My older son was still young and I couldn’t travel. A full-time startup job and there were no more hours in the week to make trips. So, painting beautiful scenes was my escape. I’ve always wanted to live among trees (I am a complete wimp about rats/mice/bugs but I think I will overcome this fear). Trees calm me down.

Hiking is another family past time. Hiking and drawing is a way to make time for art. With a young family whose day time was precious, we could unwind in nature and I could get a quick painting in.

This is the story of why I became a ‘landscape’ painter primarily in the eyes of the viewer. For the record, I draw absolutely everything and my collection of bathroom sketches is extensive. Where do you think new moms draw? Bathrooms!

Anyhow, Silicon Valley lifestyle led to another skill: I spend about 2-3 hours daily in mind-numbing commute. Which means, if I see a good composition, I can actively see, note it to memory and then repeat the looking either next day or the next time I pass by the composition.

I recall this scene when I paint next. I front load my memory with the scenes I have seen and when I am back in the studio (yes, got a studio in 2018) I can put down the atmosphere I felt onto paper.

At least that’s what I’d like to think I can do.”

MARC:

Later in a chat, Uma said some more about how she balances work, life and art. She says it’s actually an advantage to have a busy life. That she would not make the art she does if it were not a conscious decision to make time every week.

Being a working mother forces her to be present and ready to create when it’s time. It sounds like a good solution to never having artist’s block.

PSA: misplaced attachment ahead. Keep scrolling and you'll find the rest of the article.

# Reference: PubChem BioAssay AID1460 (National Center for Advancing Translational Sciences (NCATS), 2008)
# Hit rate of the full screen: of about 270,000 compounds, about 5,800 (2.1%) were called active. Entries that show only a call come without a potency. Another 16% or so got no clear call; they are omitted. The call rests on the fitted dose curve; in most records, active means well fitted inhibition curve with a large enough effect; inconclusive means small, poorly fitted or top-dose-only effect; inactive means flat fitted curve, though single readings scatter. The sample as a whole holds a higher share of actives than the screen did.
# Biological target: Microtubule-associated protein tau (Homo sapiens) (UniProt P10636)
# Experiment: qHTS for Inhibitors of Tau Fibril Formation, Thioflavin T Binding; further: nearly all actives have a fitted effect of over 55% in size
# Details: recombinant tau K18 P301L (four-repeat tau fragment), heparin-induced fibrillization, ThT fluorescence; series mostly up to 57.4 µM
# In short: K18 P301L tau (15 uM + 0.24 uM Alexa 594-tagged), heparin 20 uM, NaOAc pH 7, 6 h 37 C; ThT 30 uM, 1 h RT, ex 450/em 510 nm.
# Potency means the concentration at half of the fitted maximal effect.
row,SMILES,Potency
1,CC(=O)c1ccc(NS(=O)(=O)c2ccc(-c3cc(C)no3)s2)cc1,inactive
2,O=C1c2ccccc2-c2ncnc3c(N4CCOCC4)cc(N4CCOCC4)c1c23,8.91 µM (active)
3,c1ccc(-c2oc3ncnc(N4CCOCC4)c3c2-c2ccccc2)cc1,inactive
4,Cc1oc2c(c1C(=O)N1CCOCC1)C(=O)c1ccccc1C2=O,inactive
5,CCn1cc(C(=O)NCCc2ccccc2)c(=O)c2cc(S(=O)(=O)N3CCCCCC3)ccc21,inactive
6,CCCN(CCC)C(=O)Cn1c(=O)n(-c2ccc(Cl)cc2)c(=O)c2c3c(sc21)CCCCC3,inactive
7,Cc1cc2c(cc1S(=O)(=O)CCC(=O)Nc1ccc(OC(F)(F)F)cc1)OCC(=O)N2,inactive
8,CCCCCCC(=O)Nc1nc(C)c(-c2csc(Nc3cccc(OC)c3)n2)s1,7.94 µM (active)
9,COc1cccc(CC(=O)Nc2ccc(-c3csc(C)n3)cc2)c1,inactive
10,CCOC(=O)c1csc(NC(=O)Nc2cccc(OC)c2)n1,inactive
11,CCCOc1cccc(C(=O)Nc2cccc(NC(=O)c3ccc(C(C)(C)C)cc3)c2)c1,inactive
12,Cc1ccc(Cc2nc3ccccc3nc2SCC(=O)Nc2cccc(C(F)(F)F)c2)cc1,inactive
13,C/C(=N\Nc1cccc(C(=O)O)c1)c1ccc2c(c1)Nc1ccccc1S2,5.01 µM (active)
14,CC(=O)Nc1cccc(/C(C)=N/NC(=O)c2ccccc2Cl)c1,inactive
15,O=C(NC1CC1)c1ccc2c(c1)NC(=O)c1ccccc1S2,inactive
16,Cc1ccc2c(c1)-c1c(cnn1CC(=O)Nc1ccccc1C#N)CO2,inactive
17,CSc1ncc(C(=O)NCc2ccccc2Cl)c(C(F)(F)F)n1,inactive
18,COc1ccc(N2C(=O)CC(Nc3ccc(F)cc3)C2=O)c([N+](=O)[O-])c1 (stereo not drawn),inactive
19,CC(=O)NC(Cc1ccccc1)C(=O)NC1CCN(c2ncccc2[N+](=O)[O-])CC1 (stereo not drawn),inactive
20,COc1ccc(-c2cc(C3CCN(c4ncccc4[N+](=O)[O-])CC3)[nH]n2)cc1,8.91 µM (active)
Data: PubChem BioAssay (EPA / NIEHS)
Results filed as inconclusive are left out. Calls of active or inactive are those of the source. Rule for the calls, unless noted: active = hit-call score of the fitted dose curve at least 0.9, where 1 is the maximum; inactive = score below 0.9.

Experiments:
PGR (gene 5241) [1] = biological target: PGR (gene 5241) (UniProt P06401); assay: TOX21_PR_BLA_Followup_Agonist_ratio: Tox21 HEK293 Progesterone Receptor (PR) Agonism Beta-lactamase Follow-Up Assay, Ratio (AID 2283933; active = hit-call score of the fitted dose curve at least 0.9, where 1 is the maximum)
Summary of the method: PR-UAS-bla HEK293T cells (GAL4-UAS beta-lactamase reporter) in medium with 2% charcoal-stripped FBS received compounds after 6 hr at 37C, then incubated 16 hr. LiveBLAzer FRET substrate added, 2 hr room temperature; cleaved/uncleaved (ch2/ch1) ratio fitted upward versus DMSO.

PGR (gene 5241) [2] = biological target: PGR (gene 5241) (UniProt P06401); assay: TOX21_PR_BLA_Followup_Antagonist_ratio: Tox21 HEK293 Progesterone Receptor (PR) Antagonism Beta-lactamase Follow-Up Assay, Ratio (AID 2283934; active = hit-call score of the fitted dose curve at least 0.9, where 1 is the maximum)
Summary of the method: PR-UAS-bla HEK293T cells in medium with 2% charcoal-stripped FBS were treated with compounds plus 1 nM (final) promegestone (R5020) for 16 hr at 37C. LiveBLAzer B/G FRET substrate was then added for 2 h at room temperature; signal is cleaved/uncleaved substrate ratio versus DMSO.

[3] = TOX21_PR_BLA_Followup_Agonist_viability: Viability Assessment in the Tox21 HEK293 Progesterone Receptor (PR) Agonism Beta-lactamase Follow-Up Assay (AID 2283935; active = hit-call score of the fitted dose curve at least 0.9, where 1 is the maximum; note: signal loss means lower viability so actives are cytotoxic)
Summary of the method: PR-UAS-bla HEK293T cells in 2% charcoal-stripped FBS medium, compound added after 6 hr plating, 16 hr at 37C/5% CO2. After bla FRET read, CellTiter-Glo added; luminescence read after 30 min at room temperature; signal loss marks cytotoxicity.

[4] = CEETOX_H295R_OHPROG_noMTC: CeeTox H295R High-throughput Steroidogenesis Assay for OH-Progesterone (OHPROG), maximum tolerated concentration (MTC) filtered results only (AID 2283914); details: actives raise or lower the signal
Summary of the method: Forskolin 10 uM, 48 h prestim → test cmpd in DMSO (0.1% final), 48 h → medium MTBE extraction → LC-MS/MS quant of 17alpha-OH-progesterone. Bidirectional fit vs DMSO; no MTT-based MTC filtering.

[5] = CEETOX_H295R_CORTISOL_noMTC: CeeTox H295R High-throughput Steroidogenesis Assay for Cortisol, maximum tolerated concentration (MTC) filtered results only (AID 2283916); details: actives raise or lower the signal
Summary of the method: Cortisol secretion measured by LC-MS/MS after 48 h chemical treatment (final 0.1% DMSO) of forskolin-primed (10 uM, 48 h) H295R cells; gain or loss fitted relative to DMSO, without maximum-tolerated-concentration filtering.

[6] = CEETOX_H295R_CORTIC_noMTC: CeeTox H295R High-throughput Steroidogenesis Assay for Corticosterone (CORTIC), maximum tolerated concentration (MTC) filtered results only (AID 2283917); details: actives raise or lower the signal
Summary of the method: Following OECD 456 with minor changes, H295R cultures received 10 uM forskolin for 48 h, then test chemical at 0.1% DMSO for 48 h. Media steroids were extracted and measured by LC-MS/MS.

Uma also talked about the importance of building a supportive circle around your art.

UMA: 

“You need a supportive family – even the kids – they see you happy, so they want to make the time for you to work – that’s important. To make them part of your art practice”.

Uma says – and I think this is genius – she consciously trained her family, but at the same time they want her to succeed and make art, so it’s a positive, virtuous feedback loop.

I asked her if she ever resents her career and family – many female artists have been vocal about the sacrifices they had to make in order to be artists. Uma says this is not the case. It works for her, and it is not her ambition to be a full-time artist. The proper balance of art, a tech job, and family is exactly what she wants.

Very interesting answer! I don’t hear that often in artist interviews.

MARC:

Last question: Is it necessary for art to have narrative or conceptual content? (Story, Politics). Or is it sufficient that it be a physical/visual experience for the viewer? Is painting propaganda, or is it a message for the viewer? (or a roller coaster ride).

UMA:

”Art has to work for the creator. Eventually, as long as the artist does the job of sharing her/his work, the requisite audience pools around artists whose work they connect with.”